Again, when two telecom companies, Bharti Airtel Ltd and Vodafone Essar Co., simultaneously launched Apple’s iPhone in India, Madison Group, the media agency that executed the Airtel iPhone launch, blocked front pages of major newspapers on launch date and also home pages of large Web portals in India, such as AOL, Yahoo, IndiaTimes and Rediff.
Says Praveen Sharma, chief operating officer, Madison Media Plus: “If you are entering a category with high-octane investments from existing players, you will need greater disruption. The mandate for the media team was to establish awareness of iPhone coming from Airtel and do that as quickly as possible from the date of the launch given that the product was available with two telecom companies.”
Vodafone iPhone took the opposite route. A GroupM (media agency for Vodafone) official says that a month prior to the actual launch, Vodafone had advertised the iPhone and had registered such a massive response in pre-bookings that the brand decided to mute launch advertising.
It didn’t matter in any case as neither Airtel nor Vodafone got the kind of response iPhone launches have seen in other countries, largely on account of misreading the price sensitivity of even the most ardent Apple fans.
For its Mumbai launch, Idea Cellular banked on creative intrigue. Lintas Media Group blocked off the front page of The Times of India and other papers, painting it yellow , the colour of Idea Cellular Ltd.
Says N.P. Sathyamurthy, joint president, LMG: “Idea Cellular being one of the last entrants into Mumbai city needed a solution that reinforced its ‘innovator’ imagery.” There were also exclusive ad roadblocks for a full day on Red FM and Radio Mirchi.
Third, prior to launch, use teasers to pique viewer interest and try get a competitive edge. Muthukumar says what really grabbed viewer’s attention for Big DTH was a media innovation on Zee and Star Network where TV stars from various soap operas said “Something BIG is happening on TV” during the first ad break of every show.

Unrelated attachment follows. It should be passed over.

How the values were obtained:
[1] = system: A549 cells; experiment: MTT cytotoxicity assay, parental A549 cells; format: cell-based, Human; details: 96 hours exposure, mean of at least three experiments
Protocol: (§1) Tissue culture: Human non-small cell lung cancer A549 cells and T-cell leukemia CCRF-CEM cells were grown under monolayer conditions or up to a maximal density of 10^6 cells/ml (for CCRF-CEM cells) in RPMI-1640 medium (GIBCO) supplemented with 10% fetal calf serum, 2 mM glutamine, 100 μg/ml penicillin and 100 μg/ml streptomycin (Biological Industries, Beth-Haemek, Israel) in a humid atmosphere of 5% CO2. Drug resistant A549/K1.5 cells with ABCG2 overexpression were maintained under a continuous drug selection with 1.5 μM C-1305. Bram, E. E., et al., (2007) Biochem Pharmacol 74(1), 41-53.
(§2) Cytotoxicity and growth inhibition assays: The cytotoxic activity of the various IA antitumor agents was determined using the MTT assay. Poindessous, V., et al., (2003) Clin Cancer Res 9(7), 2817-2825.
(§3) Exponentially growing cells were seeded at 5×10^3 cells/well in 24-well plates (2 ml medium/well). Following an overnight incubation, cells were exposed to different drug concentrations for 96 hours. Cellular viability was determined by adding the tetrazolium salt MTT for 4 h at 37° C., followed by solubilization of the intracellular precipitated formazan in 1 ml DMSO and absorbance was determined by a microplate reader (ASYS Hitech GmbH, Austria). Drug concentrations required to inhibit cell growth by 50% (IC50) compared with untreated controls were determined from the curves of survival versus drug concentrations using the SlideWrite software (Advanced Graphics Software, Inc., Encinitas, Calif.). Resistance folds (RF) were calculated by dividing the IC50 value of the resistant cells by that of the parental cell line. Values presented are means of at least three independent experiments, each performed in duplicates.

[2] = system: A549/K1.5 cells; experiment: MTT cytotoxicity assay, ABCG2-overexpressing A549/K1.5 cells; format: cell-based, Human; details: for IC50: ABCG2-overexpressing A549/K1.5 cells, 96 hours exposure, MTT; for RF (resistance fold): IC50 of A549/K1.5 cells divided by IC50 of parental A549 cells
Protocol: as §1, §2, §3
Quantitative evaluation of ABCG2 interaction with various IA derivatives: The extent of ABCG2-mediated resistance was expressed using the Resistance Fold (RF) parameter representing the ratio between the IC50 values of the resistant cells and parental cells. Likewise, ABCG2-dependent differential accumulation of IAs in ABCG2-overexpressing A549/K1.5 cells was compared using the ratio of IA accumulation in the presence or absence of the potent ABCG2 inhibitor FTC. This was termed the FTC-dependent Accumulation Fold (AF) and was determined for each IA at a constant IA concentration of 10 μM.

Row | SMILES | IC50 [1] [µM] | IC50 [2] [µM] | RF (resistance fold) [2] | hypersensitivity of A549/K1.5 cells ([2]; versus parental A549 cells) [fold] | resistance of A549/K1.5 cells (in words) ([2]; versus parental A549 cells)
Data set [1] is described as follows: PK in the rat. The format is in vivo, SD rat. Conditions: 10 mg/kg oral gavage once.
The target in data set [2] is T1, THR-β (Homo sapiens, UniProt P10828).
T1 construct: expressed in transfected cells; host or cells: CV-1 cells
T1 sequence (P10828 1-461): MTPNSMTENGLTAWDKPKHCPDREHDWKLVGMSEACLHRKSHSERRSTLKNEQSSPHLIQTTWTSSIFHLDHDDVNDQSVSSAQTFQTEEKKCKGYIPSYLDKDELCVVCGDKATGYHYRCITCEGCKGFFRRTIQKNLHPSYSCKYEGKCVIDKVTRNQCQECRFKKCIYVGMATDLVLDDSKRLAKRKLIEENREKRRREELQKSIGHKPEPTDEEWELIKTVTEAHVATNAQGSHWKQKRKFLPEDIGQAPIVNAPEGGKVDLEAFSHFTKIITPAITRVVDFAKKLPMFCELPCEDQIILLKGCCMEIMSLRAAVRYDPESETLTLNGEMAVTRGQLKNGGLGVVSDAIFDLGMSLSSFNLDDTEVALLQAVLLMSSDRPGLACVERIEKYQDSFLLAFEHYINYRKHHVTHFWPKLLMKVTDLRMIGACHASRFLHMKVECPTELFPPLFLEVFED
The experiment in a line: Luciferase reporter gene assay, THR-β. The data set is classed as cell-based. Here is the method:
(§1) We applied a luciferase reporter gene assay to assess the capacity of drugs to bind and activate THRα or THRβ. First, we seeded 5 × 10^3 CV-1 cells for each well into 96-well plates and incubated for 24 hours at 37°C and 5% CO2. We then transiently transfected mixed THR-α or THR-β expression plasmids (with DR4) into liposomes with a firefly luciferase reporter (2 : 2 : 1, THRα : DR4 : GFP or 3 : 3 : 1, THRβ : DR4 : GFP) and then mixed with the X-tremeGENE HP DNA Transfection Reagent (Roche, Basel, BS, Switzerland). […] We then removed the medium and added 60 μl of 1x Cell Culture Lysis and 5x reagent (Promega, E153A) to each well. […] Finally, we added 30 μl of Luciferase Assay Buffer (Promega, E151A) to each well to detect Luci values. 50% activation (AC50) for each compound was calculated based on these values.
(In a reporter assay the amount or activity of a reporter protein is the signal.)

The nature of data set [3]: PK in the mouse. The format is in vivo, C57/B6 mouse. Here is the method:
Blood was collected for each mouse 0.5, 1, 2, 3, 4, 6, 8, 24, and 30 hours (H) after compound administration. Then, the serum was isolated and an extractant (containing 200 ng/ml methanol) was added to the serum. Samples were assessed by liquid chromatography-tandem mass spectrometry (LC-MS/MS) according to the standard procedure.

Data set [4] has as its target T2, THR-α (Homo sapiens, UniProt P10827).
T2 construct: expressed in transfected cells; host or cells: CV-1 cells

Meanwhile, roadblocks were executed across 80 radio stations three days prior to launch and a nationwide outdoor burst ran with many of the Reliance Mobile hoardings converted into Reliance DTH billboards. There were also pre-launch roadblocks on key networks, including NDTV and TV Today.
In contrast, Idea’s pre-launch campaign ran on outdoor which attracted audiences to witness the Idea Cellular laser show event held at Marine Drive. The laser show was also publicized on radio.

Four, be creative if launch campaign itself is roadblocked.

One of the biggest media challenges that Colors faced during its launch was the non-availability of TV avenues to advertise on. Radha-krishnan of TME, media agency on Colors, says all key TV networks—being rivals—refused to carry Colors spots on their general entertainment and other channels in their networks. “Some others who agreed to carry the commercials were not willing to carry the tune-ins. The key vehicle that we identified therefore was the news genre, which has a 60-65% overlap with the general entertainment viewer,” said Radhakrishnan.
Aware of deep-rooted viewer loyalties to existing channels, Colors advertised the programmes and not the channel. “The channel was the destination, more important was the programme day and time. This was the core differentiator as earlier launches in this genre saw investments made to establish the channel name and proposition,” he said